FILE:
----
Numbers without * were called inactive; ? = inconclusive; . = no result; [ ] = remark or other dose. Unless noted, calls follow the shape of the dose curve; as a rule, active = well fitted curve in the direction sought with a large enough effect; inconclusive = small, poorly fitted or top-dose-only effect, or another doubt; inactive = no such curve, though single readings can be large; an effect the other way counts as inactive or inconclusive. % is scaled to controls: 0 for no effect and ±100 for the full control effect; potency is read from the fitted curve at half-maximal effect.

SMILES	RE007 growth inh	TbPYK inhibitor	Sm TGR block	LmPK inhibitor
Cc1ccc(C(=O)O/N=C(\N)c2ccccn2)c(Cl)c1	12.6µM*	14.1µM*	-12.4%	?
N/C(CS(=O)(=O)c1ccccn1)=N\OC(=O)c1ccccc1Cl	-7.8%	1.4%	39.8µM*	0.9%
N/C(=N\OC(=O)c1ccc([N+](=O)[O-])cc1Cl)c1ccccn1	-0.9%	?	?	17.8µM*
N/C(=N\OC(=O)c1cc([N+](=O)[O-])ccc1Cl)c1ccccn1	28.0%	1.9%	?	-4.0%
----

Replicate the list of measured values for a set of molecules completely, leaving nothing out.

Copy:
Numbers without * were called inactive; ? = inconclusive; . = no result; [ ] = remark or other dose. Unless noted, calls follow the shape of the dose curve; as a rule, active = well fitted curve in the direction sought with a large enough effect; inconclusive = small, poorly fitted or top-dose-only effect, or another doubt; inactive = no such curve, though single readings can be large; an effect the other way counts as inactive or inconclusive. % is scaled to controls: 0 for no effect and ±100 for the full control effect; potency is read from the fitted curve at half-maximal effect.

SMILES	RE007 growth inh	TbPYK inhibitor	Sm TGR block	LmPK inhibitor
Cc1ccc(C(=O)O/N=C(\N)c2ccccn2)c(Cl)c1	12.6µM*	14.1µM*	-12.4%	?
N/C(CS(=O)(=O)c1ccccn1)=N\OC(=O)c1ccccc1Cl	-7.8%	1.4%	39.8µM*	0.9%
N/C(=N\OC(=O)c1ccc([N+](=O)[O-])cc1Cl)c1ccccn1	-0.9%	?	?	17.8µM*
N/C(=N\OC(=O)c1cc([N+](=O)[O-])ccc1Cl)c1ccccn1	28.0%	1.9%	?	-4.0%